I often get told from people who first find my site and/or videos that they are greatly relieved there’s someone trying to simplify the highly complex federal retirement system.
I always love these encouragements and it spurs me on to produce even more content.
One of the most over-complicated steps in reaching financial freedom is the emergency fund.
If you haven’t been told yet, let me be the first,
You Need an Emergency Fund!
I can think of very few if any cases in which I would suggest otherwise.
Seriously, I don’t know where this idea became so convoluted, but I’m here today to give you:
- reasons why you need an emergency fund,
- how much to put in an emergency fund,
- where to put your emergency fund,
- and when it’s okay to actually use your emergency fund.
Sounds fun, right?
Why YOU Need an Emergency Fund
Here’s a tip, not just for financial planning and your career as a federal employee, but in every area of life: build a proper foundation.
A proper foundation means you make sure you’ve done the basics well BEFORE moving to the shiny, more advanced things.
What’s an example?
Making sure you have beneficiaries tied to your TSP account before attempting to time the market.
You’d be amazed how often this happens. And in all reality, it’s not all that surprising if you think about it.
Millions of Americans go home after work, sit back and watch the television, listening to the talking heads yelling SELL, SELL, SELL or BUY, BUY, BUY. The harsh reality of the financial world, however, is that in the majority of cases, the person who is consistent over the long-term will win out.
Meaning, stop putting so much effort into trying to time the stock market with your TSP account, and spend more time making sure you have the basics covered.
AND, what’s the first step you should do?
Making sure you have money set aside in something that is highly liquid in case of an emergency. Also known as a rainy day fund.
Think about this, what happens if you’re living paycheck to paycheck like so many others and you get in a car wreck. Oh, and it’s your fault?
You’ll probably have to turn to some sort of financing. Either via a credit card or some other means. That’s not a position you want to be in and it’s not a position I want you to be in either.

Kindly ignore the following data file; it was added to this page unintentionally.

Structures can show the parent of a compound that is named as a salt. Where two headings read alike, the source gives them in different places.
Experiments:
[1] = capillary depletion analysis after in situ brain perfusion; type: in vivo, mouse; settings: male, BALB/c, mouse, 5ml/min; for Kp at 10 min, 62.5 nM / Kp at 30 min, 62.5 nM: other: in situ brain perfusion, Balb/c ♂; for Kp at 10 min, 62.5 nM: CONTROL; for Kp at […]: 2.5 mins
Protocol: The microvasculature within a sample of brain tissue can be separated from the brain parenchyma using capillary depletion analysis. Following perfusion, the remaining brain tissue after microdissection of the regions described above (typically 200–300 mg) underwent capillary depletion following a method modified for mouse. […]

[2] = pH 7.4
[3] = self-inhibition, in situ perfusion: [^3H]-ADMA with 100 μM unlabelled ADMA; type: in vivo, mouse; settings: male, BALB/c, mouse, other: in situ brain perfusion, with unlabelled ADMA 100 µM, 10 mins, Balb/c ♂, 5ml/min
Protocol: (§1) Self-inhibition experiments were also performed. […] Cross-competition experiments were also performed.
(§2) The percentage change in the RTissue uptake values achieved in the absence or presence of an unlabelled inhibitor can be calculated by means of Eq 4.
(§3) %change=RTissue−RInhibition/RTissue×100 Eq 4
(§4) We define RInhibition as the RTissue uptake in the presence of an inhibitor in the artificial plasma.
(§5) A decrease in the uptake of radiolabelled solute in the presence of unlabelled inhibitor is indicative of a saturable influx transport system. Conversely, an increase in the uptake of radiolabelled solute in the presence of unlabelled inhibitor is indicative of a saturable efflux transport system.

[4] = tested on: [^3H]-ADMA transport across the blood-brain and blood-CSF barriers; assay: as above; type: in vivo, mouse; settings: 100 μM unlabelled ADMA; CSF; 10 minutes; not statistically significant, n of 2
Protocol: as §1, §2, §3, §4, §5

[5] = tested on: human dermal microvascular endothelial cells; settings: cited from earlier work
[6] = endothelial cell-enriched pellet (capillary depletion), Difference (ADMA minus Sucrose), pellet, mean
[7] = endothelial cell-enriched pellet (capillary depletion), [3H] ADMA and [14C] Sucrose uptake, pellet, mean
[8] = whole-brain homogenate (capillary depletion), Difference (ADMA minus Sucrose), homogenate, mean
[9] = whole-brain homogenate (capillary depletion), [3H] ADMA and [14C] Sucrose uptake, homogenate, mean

If you’re not convinced yet, here’s a few other reasons for an emergency fund:
- You lose your job (although it doesn’t happen a whole lot in the federal sector, it is possible.)
- The property tax bill you owe is due
- You suddenly have a debilitating illness
- You or your spouse is unexpectantly pregnant
- Your daughter needs an emergency medical treatment
- A relative has to move in with you unexpectantly
- You’re evicted from your apartment
- You get a divorce
- You’re sued
These are just a few reasons to have an emergency fund.
Although, to me, one of the main reasons to have an emergency fund is for peace of mind. It’s difficult going to sleep at night if you’re unsure how you’d make it if something out of your control happened.
Now that you’ve seen the light and agree that it’s probably in your best interest to set some money aside, the next question inevitably is,
So, How Much Should I Put in My Emergency Fund?
Before I drop the bomb on how much you really need in your emergency fund, I’ll just give you a basic idea.
The goal for you who currently have no emergency fund should be to accumulate $1,000.
This is simply a starting point and a way to get a quick small win in from which you can build the next from.